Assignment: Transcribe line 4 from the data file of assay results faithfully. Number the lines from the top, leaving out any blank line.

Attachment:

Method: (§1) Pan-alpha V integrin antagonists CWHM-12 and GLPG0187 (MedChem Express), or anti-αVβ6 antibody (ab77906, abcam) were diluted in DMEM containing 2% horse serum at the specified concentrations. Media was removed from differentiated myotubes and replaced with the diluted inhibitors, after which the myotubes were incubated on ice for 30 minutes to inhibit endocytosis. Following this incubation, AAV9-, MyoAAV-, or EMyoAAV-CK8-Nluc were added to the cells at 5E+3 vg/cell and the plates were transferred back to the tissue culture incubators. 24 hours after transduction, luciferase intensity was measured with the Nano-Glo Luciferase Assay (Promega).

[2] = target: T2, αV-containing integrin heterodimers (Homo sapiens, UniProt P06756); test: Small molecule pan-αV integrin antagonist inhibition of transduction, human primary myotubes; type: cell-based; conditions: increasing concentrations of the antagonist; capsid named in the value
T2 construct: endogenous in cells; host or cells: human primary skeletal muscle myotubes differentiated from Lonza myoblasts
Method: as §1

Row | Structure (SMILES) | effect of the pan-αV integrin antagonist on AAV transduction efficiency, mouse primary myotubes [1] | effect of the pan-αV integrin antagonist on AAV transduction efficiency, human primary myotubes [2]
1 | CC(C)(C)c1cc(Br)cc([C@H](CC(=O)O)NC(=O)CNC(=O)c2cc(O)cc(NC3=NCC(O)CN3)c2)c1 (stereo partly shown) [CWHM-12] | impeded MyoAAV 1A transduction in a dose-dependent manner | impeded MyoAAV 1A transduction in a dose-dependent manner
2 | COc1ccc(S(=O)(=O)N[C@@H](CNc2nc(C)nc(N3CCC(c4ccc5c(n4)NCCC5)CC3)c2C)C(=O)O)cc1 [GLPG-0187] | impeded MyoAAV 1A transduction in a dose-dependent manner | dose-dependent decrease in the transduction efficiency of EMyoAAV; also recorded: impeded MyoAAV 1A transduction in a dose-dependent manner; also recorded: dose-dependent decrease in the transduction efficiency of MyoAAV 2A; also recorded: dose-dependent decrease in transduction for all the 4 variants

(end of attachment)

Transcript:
Method: as §1